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Riding Out a Dot-com Downturn

George Molho is hurtling down U.S. 59 South in his black Land Rover SUV, the one he drives because he "likes to be up high." He is a large doughy man with a moon face, dark hair combed forward and dark eyes to match. Just last week he turned 30.

The beginnings of a bad cold are starting to set in, but that's not preventing George from talking. If there is anything George can do well -- and George figures he can do lots of things well -- it's talking. As he drives, he says things like:

"There are some people who are meant to blaze a trail and some who are meant to settle. I'm not meant to settle."

And:

"I enjoy fighting the impossible fight. That's when I'm at my peak: when there's no way to win and death is imminent."

George is talking a lot about the impossible fight these days, and the odds for victory for the company he helped found: Acesync.com. Even as dot-coms tank around him and the phrase "the new economy" begins to sound as faddish as "my pet rock," George insists the odds for Ace are very good.

George and some of his buddies from as far back as junior high founded Ace in November 1999. Their business plan calls for them to provide schools with a product line of tests and tutorials that students and teachers can use on-line -- in the classroom and at home. George is the president of the small company, and he and the brain trust at Ace say they're unique because their software was developed with the guidance of teachers and superintendents from the Houston area, making Ace's product something teachers will want to use.

But what does not make Ace unique is that like so many dot-coms before, it is struggling to stay alive. There is no funding. There are no investors left. Nobody is getting paid. The bit of money remaining to pay the rent on their office space will last for just a handful of months.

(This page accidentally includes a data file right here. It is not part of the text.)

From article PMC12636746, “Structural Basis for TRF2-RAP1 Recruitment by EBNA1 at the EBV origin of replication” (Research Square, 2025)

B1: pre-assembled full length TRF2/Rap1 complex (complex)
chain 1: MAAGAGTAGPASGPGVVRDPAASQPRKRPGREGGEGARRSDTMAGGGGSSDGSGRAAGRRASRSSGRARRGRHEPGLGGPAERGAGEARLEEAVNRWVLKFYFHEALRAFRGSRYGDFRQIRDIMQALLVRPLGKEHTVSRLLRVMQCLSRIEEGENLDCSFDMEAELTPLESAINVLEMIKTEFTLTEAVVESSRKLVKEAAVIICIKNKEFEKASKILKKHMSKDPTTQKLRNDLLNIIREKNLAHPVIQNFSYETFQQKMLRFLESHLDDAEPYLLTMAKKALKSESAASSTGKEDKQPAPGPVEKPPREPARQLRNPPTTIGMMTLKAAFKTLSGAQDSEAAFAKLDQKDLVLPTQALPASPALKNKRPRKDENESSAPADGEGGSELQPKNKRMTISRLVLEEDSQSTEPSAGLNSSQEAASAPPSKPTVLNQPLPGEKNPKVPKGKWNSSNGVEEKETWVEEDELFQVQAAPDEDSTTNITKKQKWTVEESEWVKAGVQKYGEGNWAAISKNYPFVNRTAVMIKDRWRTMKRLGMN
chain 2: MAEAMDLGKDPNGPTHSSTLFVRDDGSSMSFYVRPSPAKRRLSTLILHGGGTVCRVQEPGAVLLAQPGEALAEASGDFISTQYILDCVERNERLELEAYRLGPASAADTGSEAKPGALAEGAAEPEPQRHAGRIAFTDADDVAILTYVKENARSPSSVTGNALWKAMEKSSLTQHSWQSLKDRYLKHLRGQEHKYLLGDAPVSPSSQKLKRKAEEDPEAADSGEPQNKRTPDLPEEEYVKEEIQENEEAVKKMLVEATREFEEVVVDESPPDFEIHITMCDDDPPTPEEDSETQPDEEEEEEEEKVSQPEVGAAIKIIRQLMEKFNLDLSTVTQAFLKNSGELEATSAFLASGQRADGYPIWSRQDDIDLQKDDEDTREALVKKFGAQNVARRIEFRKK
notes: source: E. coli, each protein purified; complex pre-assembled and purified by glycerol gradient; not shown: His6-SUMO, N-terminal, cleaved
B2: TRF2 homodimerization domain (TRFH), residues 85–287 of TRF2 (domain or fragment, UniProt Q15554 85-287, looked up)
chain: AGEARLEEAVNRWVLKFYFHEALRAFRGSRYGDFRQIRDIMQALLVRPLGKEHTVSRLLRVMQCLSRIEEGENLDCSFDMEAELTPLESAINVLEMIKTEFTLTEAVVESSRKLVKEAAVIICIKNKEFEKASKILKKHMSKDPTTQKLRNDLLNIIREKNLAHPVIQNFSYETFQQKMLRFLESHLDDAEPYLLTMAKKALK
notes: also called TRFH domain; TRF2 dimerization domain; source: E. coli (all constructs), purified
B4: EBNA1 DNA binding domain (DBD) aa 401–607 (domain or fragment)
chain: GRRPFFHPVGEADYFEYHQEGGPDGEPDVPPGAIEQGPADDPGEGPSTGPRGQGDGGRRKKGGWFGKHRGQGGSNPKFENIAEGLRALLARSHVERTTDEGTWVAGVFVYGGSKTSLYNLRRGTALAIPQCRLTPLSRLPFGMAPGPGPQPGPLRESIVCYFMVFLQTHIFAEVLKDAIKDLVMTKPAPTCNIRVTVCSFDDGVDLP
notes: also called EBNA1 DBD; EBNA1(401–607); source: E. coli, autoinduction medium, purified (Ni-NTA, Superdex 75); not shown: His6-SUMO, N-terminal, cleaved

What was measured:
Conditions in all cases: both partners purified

Even though George knows this and admits it to be true, as he drives he has nothing but positive things to say about Ace. About most everything. He talks in exclamation points, as if the steering wheel in front of him were really a pulpit and the sermon for the day -- for any day -- is that George Molho never gives up.

"Look at marathon runners," George is fond of saying. "What's the difference between the one who wins and the ones who don't? They all train the same. The one who wins has heart! The one who wins wants it!"


It is the day after the Fourth of July, and George is one of the few Ace staffers in the office. Ace is on the fifth floor of an office building at the corner of Richmond and Montrose, across the street from a Diamond Shamrock and several floors above a bank. The rent is $4,000 a month. Most of the furniture is standard IKEA fare, and many of the desks were purchased used. It is clean, spacious, color-coordinated and nice, but not too nice. Unlike the legendary dot-com start-ups of the mid- to late '90s, there are no foosball tables or vending machines stocked with free food.

"We did everything the right way," George says. "We used our money wisely, or we wouldn't be here now."

George is talking about the $1.3 million in initial capital Ace gathered from friends, personal savings and investors. The money is gone now, but that isn't stopping George from trumpeting how much he believes in the future of Ace. He says he and his partners are "on the side of the angels," because they want to help kids. They just can't fail.

The genesis of what was to become Ace got its start in the early '90s when George and his old high school friend Tim Heckler would sit out on their balcony along Memorial Drive overlooking the park. Smoking cigarettes, they'd brainstorm about businesses they could go into together as George took notes.

In 1995 Tim went on to co-found Hypercon, which grew into one of the city's largest Internet service providers. George was working for his uncle's chain of health clinics, and he left to work for Tim in the Web development department until Hypercon was sold in mid-1999. A few months later Tim, George and a few other folks from Hypercon decided it would be the perfect moment to birth Ace.

It was a heady time. George, Tim and the four other founders -- Ali Davoudi, Keith Yezer, Kathy Pounds and Sean Stoner -- would gather in Sean's apartment in the Rice Lofts downtown. They drew up detailed business plans. It was the dot-com glory days, and start-ups everywhere were rolling in venture capital money like pigs in you-know-what. The NASDAQ peaked just as Ace started pulling in its first round of funding. Fresh-faced kids just out of college were suddenly worth millions, at least on paper.  

It felt like a good time to be starting a dot-com.